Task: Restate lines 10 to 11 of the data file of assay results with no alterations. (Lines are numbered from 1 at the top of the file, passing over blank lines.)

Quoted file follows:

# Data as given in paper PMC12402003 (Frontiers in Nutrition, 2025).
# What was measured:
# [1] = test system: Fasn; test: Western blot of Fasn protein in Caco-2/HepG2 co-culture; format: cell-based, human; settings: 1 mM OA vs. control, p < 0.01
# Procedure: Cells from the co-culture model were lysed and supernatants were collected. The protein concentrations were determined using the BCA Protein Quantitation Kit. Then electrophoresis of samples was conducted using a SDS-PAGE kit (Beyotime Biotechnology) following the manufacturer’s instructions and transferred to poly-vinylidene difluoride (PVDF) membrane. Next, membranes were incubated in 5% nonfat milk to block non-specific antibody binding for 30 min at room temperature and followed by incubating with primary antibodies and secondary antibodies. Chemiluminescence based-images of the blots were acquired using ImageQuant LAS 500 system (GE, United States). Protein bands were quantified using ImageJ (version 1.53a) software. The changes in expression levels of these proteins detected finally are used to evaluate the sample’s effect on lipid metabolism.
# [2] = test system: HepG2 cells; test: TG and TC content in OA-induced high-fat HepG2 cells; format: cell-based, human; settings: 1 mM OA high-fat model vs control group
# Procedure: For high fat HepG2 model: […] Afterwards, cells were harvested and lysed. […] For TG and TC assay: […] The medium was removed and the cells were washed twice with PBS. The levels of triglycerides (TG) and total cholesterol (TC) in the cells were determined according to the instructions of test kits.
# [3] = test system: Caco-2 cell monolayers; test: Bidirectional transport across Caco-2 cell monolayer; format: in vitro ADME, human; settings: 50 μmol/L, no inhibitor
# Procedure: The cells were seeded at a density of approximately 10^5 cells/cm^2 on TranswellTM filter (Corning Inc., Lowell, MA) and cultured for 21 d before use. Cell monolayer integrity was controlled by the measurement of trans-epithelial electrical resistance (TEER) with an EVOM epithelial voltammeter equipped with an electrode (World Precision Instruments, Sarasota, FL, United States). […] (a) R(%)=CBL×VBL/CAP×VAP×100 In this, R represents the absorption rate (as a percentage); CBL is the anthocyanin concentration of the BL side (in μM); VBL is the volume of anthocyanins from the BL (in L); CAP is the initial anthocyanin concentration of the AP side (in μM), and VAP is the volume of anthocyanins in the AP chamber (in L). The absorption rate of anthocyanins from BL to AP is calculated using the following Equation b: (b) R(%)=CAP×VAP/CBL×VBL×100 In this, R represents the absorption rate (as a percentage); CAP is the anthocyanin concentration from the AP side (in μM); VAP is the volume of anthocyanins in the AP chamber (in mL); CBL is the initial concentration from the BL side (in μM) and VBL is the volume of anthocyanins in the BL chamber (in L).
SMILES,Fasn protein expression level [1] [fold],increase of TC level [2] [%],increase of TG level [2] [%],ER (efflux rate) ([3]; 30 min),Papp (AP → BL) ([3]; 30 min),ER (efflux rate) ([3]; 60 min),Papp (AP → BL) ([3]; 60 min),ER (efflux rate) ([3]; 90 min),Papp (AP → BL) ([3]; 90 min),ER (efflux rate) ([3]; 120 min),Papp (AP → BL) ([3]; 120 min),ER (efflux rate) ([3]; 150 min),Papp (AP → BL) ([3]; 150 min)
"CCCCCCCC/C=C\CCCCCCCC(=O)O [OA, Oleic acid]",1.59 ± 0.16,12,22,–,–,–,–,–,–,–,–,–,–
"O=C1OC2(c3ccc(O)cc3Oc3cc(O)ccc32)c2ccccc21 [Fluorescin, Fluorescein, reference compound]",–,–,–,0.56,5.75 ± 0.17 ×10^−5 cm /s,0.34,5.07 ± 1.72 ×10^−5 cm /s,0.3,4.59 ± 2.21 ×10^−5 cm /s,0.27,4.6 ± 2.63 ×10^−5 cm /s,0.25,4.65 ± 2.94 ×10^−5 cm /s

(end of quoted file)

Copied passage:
"CCCCCCCC/C=C\CCCCCCCC(=O)O [OA, Oleic acid]",1.59 ± 0.16,12,22,–,–,–,–,–,–,–,–,–,–
"O=C1OC2(c3ccc(O)cc3Oc3cc(O)ccc32)c2ccccc21 [Fluorescin, Fluorescein, reference compound]",–,–,–,0.56,5.75 ± 0.17 ×10^−5 cm /s,0.34,5.07 ± 1.72 ×10^−5 cm /s,0.3,4.59 ± 2.21 ×10^−5 cm /s,0.27,4.6 ± 2.63 ×10^−5 cm /s,0.25,4.65 ± 2.94 ×10^−5 cm /s